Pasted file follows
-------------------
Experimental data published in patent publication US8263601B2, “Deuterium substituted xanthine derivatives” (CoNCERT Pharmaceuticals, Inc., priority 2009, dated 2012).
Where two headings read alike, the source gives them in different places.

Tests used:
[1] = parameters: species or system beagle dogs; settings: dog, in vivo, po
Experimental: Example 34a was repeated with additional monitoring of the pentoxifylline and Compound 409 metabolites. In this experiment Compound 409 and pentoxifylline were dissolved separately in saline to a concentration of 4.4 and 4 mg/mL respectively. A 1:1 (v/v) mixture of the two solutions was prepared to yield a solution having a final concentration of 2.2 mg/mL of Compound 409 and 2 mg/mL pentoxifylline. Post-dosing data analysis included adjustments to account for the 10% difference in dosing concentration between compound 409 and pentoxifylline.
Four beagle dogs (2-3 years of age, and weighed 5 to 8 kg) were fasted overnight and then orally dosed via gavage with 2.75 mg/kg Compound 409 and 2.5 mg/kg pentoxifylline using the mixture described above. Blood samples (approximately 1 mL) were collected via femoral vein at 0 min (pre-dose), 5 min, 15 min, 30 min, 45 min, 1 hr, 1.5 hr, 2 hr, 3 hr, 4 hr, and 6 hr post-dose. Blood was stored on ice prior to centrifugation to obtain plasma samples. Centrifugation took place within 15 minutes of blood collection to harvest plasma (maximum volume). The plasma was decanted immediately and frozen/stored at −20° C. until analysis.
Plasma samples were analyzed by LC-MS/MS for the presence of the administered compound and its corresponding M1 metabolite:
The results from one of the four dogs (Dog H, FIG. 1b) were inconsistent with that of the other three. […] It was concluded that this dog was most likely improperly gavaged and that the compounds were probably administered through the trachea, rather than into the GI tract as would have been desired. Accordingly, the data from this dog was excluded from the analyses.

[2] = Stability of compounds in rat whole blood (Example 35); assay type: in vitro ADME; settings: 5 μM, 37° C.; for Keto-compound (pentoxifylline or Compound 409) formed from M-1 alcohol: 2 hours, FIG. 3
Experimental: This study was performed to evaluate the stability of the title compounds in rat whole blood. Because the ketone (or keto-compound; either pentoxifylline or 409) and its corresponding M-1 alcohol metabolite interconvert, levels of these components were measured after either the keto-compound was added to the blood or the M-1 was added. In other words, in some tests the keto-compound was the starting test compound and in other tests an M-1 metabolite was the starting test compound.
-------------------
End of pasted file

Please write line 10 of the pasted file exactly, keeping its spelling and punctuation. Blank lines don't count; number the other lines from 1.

Experimental: This study was performed to evaluate the stability of the title compounds in rat whole blood. Because the ketone (or keto-compound; either pentoxifylline or 409) and its corresponding M-1 alcohol metabolite interconvert, levels of these components were measured after either the keto-compound was added to the blood or the M-1 was added. In other words, in some tests the keto-compound was the starting test compound and in other tests an M-1 metabolite was the starting test compound.